Spirits were low and my conversation had degenerated into phrases like ‘I was sure this was the universe’s plan for us’, ‘Are we ever *big sigh* going to escape London?’, and other useful epithets. Thoughts about going back to work on Monday without this on my horizon sunk me into a further low, and all the sentiments I’d been expressing to friends, about how if this doesn’t work out then it wasn’t meant to be, were quickly forgotten. Doom and gloom turned into bemoaning our fate, and sentences starting ‘if only’ were appearing far too frequently.

It occurred to me, at that point, how quickly these plans have taken over my life. Considering it was less than 6 weeks ago that we stayed in the aforementioned guesthouse, it has quickly become all we talk about, all we talk about to others about, all people ask us about. And my pride, dear god, my pride is killing me. I don’t want to admit that it hasn’t worked, I don’t want to tell all those people that we’re not leaving London after all, I don’t want to answer the questions that will inevitably follow, or deal with the sympathetic head tilts and cliched platitudes about how something better will come along. I want to stamp my foot, eat a bucket of ice cream, and talk about the unfairness of life. My friends – self-pity and self-righteousness  – will no doubt come to this party, but I suspect anyone else I invite will politely decline.

After an almost entire pot of coffee, yet more back of the envelope sums, and mainly irrelevant internet surfing we decided to phone the current proprietors to break the news.

It was during this conversation that new hope was born. Like the amateur property people we are, we’d made an assumption about a particular piece of legislation, this supposition then became the basis which dictated how we decided to proceed… and, would you believe it, we were wrong. Not only a little bit wrong, but very very very wrong. So wrong in fact that it may be we could have had the mortgage offer sorted yesterday.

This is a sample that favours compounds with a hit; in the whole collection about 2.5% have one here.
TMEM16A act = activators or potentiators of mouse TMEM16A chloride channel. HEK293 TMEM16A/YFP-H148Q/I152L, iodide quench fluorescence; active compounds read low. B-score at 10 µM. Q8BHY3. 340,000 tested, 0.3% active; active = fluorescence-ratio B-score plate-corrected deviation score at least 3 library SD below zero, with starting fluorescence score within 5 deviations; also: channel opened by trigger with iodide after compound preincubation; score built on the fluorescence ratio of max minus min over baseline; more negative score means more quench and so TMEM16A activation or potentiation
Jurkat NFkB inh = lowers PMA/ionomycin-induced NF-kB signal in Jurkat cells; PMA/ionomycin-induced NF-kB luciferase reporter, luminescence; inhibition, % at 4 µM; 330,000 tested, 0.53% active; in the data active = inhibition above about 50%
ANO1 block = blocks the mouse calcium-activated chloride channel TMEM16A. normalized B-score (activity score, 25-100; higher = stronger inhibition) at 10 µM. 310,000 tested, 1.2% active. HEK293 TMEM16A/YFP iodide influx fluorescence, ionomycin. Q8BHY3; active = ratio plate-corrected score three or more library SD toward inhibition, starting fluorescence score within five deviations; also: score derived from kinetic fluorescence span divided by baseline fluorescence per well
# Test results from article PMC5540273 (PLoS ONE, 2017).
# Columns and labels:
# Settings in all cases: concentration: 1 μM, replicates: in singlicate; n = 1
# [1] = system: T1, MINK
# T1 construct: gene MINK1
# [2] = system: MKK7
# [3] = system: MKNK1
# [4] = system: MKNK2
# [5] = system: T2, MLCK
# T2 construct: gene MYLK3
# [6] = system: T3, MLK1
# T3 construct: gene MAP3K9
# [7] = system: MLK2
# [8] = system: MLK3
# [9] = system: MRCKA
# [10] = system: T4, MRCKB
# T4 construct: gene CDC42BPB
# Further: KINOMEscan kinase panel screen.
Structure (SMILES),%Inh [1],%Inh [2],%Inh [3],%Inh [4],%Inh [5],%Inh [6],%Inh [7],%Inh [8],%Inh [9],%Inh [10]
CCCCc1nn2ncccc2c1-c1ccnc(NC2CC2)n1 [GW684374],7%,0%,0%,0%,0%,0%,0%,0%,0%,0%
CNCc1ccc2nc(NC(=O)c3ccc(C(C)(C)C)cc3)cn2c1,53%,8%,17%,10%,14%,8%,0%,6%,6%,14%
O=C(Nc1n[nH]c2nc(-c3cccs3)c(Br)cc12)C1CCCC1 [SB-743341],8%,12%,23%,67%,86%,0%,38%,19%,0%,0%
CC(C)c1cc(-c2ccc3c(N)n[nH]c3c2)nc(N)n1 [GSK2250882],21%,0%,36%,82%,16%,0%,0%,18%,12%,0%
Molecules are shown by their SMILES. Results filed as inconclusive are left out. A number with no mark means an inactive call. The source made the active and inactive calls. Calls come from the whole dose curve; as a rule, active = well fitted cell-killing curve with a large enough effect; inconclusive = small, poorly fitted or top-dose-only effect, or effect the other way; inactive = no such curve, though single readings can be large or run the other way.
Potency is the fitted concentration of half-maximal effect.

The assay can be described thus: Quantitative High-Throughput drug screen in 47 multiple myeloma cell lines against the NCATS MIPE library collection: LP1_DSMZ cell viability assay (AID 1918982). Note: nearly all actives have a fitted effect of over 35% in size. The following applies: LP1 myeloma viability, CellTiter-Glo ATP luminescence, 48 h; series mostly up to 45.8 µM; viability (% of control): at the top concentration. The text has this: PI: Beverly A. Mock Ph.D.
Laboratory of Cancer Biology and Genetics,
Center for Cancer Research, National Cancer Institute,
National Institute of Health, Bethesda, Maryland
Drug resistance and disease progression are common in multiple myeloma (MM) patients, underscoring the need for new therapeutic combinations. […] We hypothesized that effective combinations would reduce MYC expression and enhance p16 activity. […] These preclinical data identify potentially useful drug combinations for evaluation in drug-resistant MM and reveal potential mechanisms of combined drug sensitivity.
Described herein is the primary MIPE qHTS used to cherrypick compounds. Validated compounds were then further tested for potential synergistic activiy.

Someone I respect very much once said to me that he ‘knows enough [about a particular subject] to be dangerous’, and I suspect that’s the trap my boyfriend and I are just clambering out of.

Now, frustratingly, it’s the weekend and very little can be done about the information we’ve discovered, so I don’t want to go into too much detail or start castigating Plan B as we may still have to use it. However, we now have something we did not have at 8 o’clock last night and that is hope and, very possibly, a hernia.

And it was all going so well…

In Getting the mortgage on July 23, 2010 at 1:50 pm

I just found out that we’ve been turned down for the mortgage we were trying to get. This is not the worst thing that could have happened as we have a Plan B; however it is a bit of a low moment and we hadn’t really had one of those yet.

In all honesty it was going quite smoothly, and we had talked ourselves (or at least I had) into a place where we couldn’t really envisage it going wrong. Yet things do, life happens and I have to accept it and deal with the situation at hand, rather than ranting and raving about the unfairness of it all.

My instinct is to not blog about this because writing about it makes it real… but I couldn’t do that to you could I? I can’t just give you all the best bits without communicating the absolute reality of dealing with mortgage lenders and the housing market within a recession; and it’s hardly a diary of events if I skip over the obstacles.

I wish, more than anything, that this had all gone through as planned, but ‘wish’ is probably one of the most over-used, and pointless words in the English language.

Wish

1. to want; desire; long for (usually fol. by an infinitive or a clause): I wish to travel. I wish that it were morning. 2. to desire (a person or thing) to be (as specified): to wish the problem settled. 3. to entertain wishes, favorably or otherwise, for: to wish someone well; to wish someone ill. 4. to bid, as in greeting or leave-taking: to wish someone a good morning. 5. to request or charge: I wish him to come.

I bracket the sentiment along with others like ‘deserve’ and ‘fair’ – words that imply the user wants to simply be exempt from life / hard times and is just in it for the smooth ride. Wish is nonacceptance, wish is fantasy, and wish is not going to get me off the floor and on the phone to call the Plan B which has been waiting quietly in the wings knowing that I would eventually have to turn to it.

In many ways this is not an awful development. The current, and recently scuppered, Plan A saved us a bit of money, however it wasn’t the most appropriate mortgage package. Plan B is much more straightforward.

Plan A might say “I’ll show you this gorgeous plate of food but please don’t ask me how many E numbers and genetically modified products are in it”; while Plan B might say “Here’s your dinner, it’s meat and two veg, I hope you like it”. There are no vegetarian options, and if they don’t eat meat we will start planting tomatoes.

All in all, I’ve pretty much talked myself into the fact that this isn’t the end of the world, even if it is the end of this particular road.

OK… so £1,300 and 2 weeks later we are in reverse; still, as per my reference in My Perfect Guesthouse, even Edison himself didn’t invent the lightbulb first time round.